16. ssorbom wrote, “I’ve heard alot of western European countries have better computer curricula than the US, which is ironic when I think about it.”

    In countries like Canada and USA, curriculi are variable. In Canada, the province of Alberta brought in a lovely system called CTS(Career and Technology Studies) which matches teachers with particular interests/abilities/knowledge with students trying to figure out what to do with their lives. It’s full of “modules”, short courses with clearly defined objectives like a ToDo list. One of the brilliant things they did was include programming in a set of five modules for various aspects of programming. By combining them one got a neat course and it could be about C or Java or anything and students learned the basics and then learned by doing certain other tasks like complete programmes. The thing could be taught with DOS or GNU/Linux CLI or a GUI. It was all the same so it was available to any student or teacher with a PC. They were a decade ahead of other provinces because of this flexibility. In Alberta, a keener in Grade 7 could do it all while in Manitoba, students had to wait until Grade 12 to call a subroutine… Anyway, other provinces started to do similar things. Now Alberta is reducing the flexibility, I guess because students were learning too much… 🙁

    All over the North I have met many teachers who have learned nothing about computers since the 1980s teaching kids how to use computers. Sigh. Fortunately, I was often the computer teacher and able to do something about that. That’s one reason I moved around so much, to meet more students. We changed each other for life.

  17. ssorbom says:

    There was more than that, Bash scripting awk, more advanced networking (how IP addressees worked), scp, but I see your point.
    Unfortunately, learning command line stuff isn’t considered important in ANY part of our edu system. Most people don’t seem to know command line stuff for any OS. Save for that one class, I had to learn what I know about UNIX on my own. Oh, and programming wasn’t covered AT ALL in school before college except HTML. (unfortunately I didn’t take that class). Heh. Most schooling covers how to use MS Word and powerpoint. Alot of people who don’t major in the subject don’t go beyond that. I mean, I can learn powerpoint in a weekend, but apparently many can’t. That varies per high school and college though.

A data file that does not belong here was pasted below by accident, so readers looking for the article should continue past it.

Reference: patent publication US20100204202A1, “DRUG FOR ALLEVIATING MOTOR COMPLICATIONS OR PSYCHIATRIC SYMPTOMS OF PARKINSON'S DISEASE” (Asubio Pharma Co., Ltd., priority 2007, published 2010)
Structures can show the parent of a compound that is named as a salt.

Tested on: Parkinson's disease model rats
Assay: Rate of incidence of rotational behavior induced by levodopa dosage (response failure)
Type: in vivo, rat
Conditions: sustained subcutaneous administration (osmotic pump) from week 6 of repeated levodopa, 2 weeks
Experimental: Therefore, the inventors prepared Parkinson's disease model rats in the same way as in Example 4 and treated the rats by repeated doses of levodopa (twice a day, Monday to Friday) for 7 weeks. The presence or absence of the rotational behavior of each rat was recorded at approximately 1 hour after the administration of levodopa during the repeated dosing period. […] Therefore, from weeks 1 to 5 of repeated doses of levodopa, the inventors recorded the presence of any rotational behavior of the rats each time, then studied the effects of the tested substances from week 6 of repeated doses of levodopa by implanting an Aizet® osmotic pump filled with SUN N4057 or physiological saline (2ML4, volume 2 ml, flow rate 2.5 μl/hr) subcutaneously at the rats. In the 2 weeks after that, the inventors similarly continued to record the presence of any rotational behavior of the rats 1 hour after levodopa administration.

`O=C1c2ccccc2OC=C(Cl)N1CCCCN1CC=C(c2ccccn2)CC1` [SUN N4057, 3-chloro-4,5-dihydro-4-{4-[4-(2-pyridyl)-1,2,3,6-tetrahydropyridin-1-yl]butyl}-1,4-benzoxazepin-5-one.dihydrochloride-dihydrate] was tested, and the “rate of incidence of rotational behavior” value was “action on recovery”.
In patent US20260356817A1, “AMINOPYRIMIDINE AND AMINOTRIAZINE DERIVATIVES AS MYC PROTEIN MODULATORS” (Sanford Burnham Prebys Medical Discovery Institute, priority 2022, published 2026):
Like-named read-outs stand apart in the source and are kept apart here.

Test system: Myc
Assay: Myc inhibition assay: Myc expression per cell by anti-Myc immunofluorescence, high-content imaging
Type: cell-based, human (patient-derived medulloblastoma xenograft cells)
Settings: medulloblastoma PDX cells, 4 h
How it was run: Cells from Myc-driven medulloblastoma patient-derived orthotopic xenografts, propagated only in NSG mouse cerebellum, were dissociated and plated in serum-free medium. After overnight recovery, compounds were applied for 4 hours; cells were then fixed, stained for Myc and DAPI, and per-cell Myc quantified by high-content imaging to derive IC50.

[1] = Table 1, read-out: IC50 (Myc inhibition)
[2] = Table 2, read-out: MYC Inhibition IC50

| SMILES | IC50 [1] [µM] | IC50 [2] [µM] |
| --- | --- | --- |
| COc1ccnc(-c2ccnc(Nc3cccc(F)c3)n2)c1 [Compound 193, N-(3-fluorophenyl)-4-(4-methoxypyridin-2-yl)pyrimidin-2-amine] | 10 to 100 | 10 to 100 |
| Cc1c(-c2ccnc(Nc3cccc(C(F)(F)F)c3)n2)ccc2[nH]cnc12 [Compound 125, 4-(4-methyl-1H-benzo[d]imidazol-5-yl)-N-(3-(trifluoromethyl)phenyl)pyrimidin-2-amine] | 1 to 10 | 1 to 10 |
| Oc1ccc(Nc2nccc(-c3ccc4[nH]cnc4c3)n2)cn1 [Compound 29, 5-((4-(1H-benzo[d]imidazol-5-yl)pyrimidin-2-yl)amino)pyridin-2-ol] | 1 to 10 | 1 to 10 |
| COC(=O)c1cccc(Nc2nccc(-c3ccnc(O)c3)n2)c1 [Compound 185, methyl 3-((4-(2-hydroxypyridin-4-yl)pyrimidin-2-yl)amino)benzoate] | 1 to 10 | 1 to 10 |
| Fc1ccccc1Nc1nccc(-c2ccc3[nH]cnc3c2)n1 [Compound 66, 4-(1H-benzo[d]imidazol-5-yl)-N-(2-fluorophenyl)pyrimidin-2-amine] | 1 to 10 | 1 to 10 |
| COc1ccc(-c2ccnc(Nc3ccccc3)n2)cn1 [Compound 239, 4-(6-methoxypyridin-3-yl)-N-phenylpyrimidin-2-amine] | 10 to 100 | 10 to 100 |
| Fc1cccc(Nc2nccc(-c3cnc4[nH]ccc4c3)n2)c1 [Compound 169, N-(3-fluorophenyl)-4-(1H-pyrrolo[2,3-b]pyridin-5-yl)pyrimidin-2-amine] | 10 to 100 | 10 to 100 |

Yeah I know it’s sad.
    I’ve heard alot of western European countries have better computer curricula than the US, which is ironic when I think about it. But I’m also in a state that is 48 out of 50 for education in lower education. I don’t know what it is like in other states. I also go to a community college, not a full university. I will eventually be transferring.

  18. Chris Weig says:

    Did you teach basic manoeuvring through the directory structure and use of things like sed, grep and Vim?

    No, he told them: RTFM!

    I had a class like that a few semesters ago and it was some of the most fun I ever had in a Computer Science course so far.

    Wow, just wow. I don’t know which college you attended, but the quality of computer science seems to have gone down quite a bit if stuff like this actually qualifies as a class. At the German university I attended such knowledge was simply expected of you. Or it was at least expected that you taught yourself.

    No, seriously, forgive my disbelief, but they teach such things as “basic maneuvering through the directory structure” in college?!

    I wish I knew where to find more college level courses like that. Unfortunately, my professor said they are relatively rare for undergraduate studies (at least in the US)

    Not to sound rude or anything, but stuff like this in Germany is usually not taught at a university level. I remember having such courses when I attended technical vocational school.

    In Germany it’s usually “Game Over” at university if you don’t already know the basics of programming and other stuff. At university I was really surprised to see how many people failed because of programming. Until then I thought that mathematics (which at German universities is usually imported straight from the Math department and is not fitted to suit computer science in any particular way) was the no. 1 reason by far, but programming came really in a close second.

  19. Chris Weig says:

    Having used, or rather tested, Linux (to be precise, SuSE Linux) in a corporate UNIX (Solaris and IRIX) environment around the time of Windows 95 (it must’ve been 1996, if I recall correctly), I know that Linux was many things, but it wasn’t problem-free in any way. Mr. Pogson’s memories are seriously embellished.

  20. ssorbom says:

    Did you teach basic manoeuvring through the directory structure and use of things like sed, grep and Vim?
    I had a class like that a few semesters ago and it was some of the most fun I ever had in a Computer Science course so far. I wish I knew where to find more college level courses like that. Unfortunately, my professor said they are relatively rare for undergraduate studies (at least in the US)

  21. Now I know you treat this like a religion. You favour needless rallying and circle jerking that attempts to cover up all the flaws. And the band played on…